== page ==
Once the Smart Snippet Studio is installed and software development kit is downloaded the user will be ready to try a couple of different projects.  The first project in the getting started video is the “blinky” project which simply turns an LED on and off.  To do this project just follow these steps:

1)      Connect the DA14585 Development Kit Pro up to the computer using the micro USB cable provided

2)      Make sure that jumper 9 is on (this connects the LED) and that jumper 11 is set to USB (there is a diagram by jumper 11 that shows whether it is set for USB or battery)


1)      Open the DA14585_SDK file

2)      Open the file

3)      Open the projects file

4)      Open the target_apps file

5)      Open the peripheral_examples file

6)      Open the blinky file

7)      Open the Keil_5 file

8)      Open the blinky.uvprojx file

  1. Full path name:  projects\target_apps\peripheral_examples\blinky\Keil_5\blinky.uvprojx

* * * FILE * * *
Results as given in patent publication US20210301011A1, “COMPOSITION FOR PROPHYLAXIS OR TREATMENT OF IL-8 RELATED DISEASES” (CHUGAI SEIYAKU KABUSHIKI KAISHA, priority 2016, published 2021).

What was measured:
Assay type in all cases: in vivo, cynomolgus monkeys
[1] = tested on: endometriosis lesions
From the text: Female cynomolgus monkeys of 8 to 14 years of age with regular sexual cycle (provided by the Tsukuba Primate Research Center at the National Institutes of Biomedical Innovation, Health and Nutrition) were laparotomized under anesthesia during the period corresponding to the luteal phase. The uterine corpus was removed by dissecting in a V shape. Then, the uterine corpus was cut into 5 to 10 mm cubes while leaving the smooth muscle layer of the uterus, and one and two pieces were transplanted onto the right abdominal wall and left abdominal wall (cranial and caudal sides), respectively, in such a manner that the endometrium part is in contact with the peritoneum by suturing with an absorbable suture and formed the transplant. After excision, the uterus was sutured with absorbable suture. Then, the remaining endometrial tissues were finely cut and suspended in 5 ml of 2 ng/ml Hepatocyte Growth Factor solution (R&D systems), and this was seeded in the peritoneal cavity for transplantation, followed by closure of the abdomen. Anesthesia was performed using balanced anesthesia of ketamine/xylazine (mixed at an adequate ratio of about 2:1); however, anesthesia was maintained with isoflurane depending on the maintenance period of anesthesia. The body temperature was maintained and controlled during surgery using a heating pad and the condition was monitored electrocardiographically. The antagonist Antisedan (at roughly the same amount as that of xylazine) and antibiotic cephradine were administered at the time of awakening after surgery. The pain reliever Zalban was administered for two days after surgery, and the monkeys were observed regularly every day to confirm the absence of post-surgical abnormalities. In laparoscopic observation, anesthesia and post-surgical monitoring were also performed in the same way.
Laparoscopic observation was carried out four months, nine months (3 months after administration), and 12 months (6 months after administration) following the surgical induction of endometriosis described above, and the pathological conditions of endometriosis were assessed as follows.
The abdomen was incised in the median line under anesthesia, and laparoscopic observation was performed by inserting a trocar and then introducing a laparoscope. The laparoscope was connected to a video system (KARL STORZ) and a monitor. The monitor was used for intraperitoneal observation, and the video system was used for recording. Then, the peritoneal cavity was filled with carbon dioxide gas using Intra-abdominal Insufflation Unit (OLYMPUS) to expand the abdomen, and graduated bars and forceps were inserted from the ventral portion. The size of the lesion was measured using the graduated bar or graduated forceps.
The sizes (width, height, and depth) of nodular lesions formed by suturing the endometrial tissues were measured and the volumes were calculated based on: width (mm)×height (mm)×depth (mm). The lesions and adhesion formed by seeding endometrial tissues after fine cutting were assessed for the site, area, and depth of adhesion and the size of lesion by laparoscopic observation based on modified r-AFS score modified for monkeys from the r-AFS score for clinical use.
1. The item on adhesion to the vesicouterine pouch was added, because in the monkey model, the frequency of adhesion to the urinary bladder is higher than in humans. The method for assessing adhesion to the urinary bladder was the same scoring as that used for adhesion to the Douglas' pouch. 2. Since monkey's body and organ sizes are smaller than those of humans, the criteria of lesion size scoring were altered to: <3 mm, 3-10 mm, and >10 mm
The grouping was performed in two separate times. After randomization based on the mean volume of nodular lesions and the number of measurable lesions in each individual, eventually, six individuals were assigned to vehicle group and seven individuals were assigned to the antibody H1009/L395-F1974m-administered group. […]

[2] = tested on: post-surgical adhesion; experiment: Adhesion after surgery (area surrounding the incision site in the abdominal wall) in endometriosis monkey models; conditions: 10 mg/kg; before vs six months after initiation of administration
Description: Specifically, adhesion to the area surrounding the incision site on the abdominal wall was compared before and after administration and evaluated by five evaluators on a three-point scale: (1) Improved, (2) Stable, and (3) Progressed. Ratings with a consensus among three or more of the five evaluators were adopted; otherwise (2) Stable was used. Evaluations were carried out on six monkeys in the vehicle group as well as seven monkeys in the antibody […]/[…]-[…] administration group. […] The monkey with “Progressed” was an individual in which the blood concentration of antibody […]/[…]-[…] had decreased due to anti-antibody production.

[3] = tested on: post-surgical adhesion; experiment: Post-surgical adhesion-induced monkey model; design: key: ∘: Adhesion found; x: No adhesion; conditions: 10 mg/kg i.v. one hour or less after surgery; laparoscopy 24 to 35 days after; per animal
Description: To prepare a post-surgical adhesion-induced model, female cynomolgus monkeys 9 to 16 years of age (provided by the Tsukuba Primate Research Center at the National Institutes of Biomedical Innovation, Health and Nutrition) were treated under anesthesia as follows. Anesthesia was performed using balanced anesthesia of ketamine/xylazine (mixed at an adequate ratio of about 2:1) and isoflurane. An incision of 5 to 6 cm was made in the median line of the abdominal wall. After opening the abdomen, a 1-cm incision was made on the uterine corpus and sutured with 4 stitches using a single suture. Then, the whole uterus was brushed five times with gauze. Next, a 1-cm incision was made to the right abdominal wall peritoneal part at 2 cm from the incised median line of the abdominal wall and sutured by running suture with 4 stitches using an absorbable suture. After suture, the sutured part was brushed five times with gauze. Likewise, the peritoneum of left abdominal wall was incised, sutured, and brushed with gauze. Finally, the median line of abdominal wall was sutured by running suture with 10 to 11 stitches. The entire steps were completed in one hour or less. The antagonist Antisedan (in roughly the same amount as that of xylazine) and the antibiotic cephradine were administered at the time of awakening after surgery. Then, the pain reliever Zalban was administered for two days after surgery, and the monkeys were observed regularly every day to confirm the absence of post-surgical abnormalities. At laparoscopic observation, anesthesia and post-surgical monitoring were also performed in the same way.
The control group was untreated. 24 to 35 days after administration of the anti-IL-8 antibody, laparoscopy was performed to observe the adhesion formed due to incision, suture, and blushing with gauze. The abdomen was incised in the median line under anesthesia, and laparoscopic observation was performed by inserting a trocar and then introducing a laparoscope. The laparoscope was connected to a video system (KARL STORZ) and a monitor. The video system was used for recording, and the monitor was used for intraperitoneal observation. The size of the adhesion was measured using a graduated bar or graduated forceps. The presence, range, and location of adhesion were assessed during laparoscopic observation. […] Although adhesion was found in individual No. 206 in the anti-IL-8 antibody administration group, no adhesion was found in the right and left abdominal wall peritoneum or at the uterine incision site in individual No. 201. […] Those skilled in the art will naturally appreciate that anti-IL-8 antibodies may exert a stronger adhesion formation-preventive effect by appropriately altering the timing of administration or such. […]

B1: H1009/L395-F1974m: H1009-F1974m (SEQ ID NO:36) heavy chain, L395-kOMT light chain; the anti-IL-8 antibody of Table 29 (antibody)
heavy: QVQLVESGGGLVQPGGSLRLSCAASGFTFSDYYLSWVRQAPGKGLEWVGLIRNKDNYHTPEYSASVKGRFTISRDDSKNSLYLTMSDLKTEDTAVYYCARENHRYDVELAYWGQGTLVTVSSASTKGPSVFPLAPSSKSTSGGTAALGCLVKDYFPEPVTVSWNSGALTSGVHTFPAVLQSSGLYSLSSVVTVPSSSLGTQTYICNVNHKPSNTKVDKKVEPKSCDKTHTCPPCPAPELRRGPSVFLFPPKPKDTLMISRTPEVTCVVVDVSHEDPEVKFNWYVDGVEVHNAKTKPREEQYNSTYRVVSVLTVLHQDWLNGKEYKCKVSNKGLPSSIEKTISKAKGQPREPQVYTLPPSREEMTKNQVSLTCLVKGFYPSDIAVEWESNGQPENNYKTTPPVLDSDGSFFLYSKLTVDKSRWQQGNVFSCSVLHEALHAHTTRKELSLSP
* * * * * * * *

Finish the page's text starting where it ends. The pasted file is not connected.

After that is complete the Keil µVision5 program will open as shown in Figure 6


Figure 6 – Blinky Program

Once the program is loaded there are a few more steps

1)      Build project

  1. Hit the build button in upper left corner of µVision5 program, or
  2. Hit F7

2)      Download executable

  1. Hit the debug button on the upper right hand side of µVision5, or
  2. Hit Ctrl + F5
  3. (This will give a warning that there is a 32k limit, hit OK –  A 7 day trial of the Pro version of Keil is available if the user wants to work beyond the 32k limit)

                                                               i.      Open Keil up as an administrator – go to file – click License Management – Click the Evaluate MDK Professional

                                                             ii.      This gives the user a seven day trial of the pro version of this software